Team America is a funny movie. Witty in its logic, writing and parody of Bruckheimer films and modern celebrity. I have very little tolerance for people who speak of freedom (in all its forms) but seek to suppress it when it does not fit their own private poorly constructed ethos. Liberals (insert your own definition) fear the oppressive nature of modern American politics.

Robert Crumb escaped the theocracy for freer spaces in France. One man's tea is another man's coffee or espresso - whatever. At least he made good on his word - not like those cowards who threatened to leave but stuck around.

The problem is not the armada of various branches found in conservatism but of the ironic fact that liberals are acting like traditional conservatives of yesteryear in holding on to their world view. While progressive conservatives, again ironically, seek to preserve all the ideals and inroads brought and fought by the American liberal tradition.

Follow? Me either.

Liberals cling to outmoded and irrelevant philosophies that are hopelessly out of touch with most Americans and they refuse to acknowledge this. Worse, they seem prepared to cram it down people's throats.

Which brings me back to Penn. His self-serving moronic escapades in Iraq and at the UN has not contributed anything insightful to international relations but it has revealed the limitations to celebrity influence. They go from beloved movie stars to irrelevant buffoons in a hurry. As I pointed out in past blogs, there has been a blurring of job lines where everyone feels compelled to over step their boundaries - it's a culture of ultracrepidarians.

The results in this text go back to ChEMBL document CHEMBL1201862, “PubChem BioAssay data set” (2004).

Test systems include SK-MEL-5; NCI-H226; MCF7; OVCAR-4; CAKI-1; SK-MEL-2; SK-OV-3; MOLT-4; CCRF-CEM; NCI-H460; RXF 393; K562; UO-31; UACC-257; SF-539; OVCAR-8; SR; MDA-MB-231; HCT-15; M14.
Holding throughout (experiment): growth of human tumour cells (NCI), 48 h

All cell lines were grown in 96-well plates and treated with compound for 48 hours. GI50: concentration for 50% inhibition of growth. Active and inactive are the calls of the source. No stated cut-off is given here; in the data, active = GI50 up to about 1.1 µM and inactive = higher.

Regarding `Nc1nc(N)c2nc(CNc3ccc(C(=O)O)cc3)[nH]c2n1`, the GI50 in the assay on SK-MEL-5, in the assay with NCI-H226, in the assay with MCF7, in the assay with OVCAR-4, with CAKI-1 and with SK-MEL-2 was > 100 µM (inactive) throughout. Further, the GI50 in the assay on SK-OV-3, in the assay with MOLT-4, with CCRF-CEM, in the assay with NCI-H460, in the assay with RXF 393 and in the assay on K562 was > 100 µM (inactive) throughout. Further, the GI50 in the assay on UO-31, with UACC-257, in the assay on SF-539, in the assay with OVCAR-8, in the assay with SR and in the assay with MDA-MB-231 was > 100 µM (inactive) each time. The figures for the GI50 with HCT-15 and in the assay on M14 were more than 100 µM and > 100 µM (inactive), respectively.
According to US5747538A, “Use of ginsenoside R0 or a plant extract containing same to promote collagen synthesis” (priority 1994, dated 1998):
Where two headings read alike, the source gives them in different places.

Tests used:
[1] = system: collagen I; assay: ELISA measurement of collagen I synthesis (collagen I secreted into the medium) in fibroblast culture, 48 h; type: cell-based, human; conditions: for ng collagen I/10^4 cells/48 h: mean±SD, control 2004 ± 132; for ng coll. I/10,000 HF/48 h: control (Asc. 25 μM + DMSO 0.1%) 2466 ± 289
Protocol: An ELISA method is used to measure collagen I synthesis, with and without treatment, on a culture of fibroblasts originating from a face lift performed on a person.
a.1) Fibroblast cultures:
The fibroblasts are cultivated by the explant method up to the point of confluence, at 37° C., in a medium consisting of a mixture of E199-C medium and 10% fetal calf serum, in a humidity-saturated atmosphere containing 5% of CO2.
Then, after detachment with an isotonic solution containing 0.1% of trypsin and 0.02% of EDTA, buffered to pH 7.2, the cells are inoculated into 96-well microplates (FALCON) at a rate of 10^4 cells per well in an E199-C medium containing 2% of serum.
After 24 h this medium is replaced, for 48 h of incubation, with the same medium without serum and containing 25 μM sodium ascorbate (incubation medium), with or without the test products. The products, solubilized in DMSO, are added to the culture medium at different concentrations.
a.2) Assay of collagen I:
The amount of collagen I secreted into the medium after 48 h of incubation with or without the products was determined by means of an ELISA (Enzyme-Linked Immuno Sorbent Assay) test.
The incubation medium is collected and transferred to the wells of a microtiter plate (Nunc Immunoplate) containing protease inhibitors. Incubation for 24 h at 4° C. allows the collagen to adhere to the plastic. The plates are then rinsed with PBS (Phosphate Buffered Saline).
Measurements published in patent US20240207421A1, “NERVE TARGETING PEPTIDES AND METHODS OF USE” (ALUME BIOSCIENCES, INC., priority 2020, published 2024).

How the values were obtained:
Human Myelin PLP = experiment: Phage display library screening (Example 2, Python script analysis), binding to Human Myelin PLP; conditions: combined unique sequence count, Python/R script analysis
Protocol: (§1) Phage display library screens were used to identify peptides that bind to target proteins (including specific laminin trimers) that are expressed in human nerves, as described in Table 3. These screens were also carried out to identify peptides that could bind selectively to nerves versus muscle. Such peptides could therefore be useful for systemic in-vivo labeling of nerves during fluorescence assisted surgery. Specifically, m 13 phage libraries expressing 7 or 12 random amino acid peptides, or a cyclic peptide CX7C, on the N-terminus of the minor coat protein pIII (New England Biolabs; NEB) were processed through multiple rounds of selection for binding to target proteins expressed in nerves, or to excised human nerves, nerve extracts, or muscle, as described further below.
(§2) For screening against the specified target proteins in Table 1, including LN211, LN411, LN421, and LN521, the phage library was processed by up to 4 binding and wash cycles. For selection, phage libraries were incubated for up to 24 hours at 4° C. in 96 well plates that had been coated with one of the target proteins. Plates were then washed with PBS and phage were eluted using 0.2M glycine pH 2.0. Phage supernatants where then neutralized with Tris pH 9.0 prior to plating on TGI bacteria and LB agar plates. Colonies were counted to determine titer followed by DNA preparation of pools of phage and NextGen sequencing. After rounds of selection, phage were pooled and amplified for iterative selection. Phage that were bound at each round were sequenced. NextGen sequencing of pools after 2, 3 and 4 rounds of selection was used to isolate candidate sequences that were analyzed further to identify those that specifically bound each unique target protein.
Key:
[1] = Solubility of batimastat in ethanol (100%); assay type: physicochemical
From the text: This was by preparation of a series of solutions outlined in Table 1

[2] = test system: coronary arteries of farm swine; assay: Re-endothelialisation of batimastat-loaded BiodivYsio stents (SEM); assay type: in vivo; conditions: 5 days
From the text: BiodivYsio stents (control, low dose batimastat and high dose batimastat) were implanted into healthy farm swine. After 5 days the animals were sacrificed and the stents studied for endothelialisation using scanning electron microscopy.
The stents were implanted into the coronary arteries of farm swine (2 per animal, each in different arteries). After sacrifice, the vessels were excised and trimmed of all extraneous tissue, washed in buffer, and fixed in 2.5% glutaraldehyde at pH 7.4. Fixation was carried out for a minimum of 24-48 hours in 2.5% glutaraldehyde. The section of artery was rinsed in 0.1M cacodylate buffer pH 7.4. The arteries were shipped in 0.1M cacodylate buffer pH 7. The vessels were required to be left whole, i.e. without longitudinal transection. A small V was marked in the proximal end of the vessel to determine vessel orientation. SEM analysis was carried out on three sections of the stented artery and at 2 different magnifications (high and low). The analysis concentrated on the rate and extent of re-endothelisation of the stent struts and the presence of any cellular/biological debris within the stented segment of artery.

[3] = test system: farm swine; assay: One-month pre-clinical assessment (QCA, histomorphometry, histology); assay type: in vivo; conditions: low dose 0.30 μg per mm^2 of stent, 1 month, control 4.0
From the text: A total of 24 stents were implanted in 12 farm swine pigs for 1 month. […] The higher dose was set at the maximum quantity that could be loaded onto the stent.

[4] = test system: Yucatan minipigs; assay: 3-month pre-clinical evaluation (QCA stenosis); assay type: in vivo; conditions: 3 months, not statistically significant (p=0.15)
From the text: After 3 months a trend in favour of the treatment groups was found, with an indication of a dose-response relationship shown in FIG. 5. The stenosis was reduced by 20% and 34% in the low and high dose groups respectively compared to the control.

Penn is an artist and has decided to publicly attack another artists work. No one seemed to attack Michael Moore's utterly repugnant films in Hollywood. Sure they didn't - it fit their world view. Tyranny, alas, comes in many forms.

-Speaking of intellectual tyranny, on a more local level, right here in Montreal, the Montreal Gazette employs a pseudo-sports writer who condescendingly feels the need to lecture his readers on history and politics through a narrow prism of nonsensical babble speak that would make the Jabberwocky proud.

They say you are only as strong as your weakest link and the sports pages of that paper are poorer for keeping his self-serving and oft hypocritical column in print. He is incredibly personal and intolerant in his reporting. It's all so, well, boring and tiresome. Bring us someone who can offer real deep thought provoking insights free of the stench we find in a dirty University water-hole where narcissistic neo-hippie boomers wallow. The only real zero in Montreal is Jack Todd.

-For you Americans reading this blog if you ever happen to read any stories about Quebec separatism where its political class and masters claim to be democratic do not believe it. This province is a sunken treasure of golden jewelery for anyone interested in studying the contradictions found in a democratic society. With recent confirmed reports about the treasonous and scandalous behaviour of the Parti-Quebecois (a political party on par with 19th century socialist romantic doctrines) and its treatment of voting irregularities in many English speaking polls across the province is something you hear in tin-pot banana republics. Mind you, Quebec is not too far off this reality at times.